Because the elderly are targeted by telemarketers, there are stronger penalties for telemarketers who victimize older Americans. The Federal Bureau of Investigation (FBI), the US Justice Department and a number of states' Attorneys General have coordinated enforcement activities. State law enforcement officers now have the power to prosecute fraudulent telemarketers who operate across state lines.

The New Hampshire Legislature has passed a law strictly regulating prizes and sweepstakes promotions. (For more information, refer to Prizes and Sweepstakes)

It is illegal to help deceptive telemarketers if you know they are breaking the law.

Points To Remember

  • The following are tip offs that a telemarketing sales pitch or charitable solicitation may not be legitimate:
    • High-pressure sales tactics
    • Insistence on an immediate decision
    • An offer that sounds too good to be true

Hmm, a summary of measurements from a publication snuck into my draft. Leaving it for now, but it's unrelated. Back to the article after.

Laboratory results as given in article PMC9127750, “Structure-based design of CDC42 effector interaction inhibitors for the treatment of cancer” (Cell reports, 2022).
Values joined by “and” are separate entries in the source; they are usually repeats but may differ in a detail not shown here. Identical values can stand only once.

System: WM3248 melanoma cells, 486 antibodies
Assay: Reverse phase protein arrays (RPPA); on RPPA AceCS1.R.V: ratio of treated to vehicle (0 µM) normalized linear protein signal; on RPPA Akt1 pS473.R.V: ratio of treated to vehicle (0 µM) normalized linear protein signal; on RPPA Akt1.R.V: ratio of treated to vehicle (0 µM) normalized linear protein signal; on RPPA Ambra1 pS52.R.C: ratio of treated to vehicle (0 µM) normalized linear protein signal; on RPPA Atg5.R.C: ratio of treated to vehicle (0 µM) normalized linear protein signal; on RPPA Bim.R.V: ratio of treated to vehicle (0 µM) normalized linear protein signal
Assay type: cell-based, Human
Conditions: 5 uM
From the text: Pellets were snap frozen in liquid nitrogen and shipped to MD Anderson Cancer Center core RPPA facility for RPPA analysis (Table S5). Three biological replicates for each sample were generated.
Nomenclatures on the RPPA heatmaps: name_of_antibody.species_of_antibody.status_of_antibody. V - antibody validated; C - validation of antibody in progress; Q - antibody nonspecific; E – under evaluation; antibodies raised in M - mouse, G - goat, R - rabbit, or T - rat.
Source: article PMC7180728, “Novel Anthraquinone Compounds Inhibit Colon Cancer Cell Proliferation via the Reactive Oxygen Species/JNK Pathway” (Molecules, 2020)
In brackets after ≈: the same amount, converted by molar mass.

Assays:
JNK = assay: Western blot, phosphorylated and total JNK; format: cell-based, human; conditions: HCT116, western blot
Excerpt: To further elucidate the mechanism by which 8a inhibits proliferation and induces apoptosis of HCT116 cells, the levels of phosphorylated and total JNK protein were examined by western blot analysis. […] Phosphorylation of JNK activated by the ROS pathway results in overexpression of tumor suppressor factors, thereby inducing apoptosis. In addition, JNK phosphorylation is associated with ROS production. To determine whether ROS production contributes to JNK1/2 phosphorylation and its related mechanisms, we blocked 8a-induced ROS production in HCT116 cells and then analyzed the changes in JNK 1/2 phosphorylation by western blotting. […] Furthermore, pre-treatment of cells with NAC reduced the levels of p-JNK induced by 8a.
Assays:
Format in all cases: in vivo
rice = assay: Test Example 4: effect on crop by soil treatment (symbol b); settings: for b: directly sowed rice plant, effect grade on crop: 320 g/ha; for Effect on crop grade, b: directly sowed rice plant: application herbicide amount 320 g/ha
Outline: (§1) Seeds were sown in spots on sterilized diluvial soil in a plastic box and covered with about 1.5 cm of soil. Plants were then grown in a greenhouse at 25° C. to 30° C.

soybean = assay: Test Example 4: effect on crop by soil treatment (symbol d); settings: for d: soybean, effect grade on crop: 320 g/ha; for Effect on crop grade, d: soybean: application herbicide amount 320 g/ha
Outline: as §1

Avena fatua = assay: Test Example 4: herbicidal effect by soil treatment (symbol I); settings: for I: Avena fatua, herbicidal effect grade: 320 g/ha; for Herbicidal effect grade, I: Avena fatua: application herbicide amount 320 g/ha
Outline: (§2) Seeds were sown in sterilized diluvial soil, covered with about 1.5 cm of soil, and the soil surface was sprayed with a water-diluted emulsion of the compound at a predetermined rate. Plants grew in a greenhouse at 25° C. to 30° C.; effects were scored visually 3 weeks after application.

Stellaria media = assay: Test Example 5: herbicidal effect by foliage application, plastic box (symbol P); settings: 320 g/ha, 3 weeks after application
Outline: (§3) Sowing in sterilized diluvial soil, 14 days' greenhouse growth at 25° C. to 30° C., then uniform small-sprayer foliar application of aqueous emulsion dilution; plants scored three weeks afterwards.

• A request for your credit card number for purposes other than making a purchase, or for your savings or checking account numbers for any reason
    • An offer to send someone to your home or office to pick up the money, or some other method such as overnight mail to get your funds more quickly (this can be a sign that the telemarketer wants to avoid inspection under federal mail fraud law)
    • A statement that something is "free" followed by a requirement that you pay something like shipping and handling charges
    • An investment that is "without risk"
    • Unwillingness to provide references, such as a bank or names of satisfied customers in your area whom you can contact
    • A suggestion that you should make a purchase or investment on the basis of "trust."
    • When you place an order over the phone, always keep a record of the name, address and telephone number of the company, the goods or services ordered, date of order, amount paid (including shipping costs) and method of payment.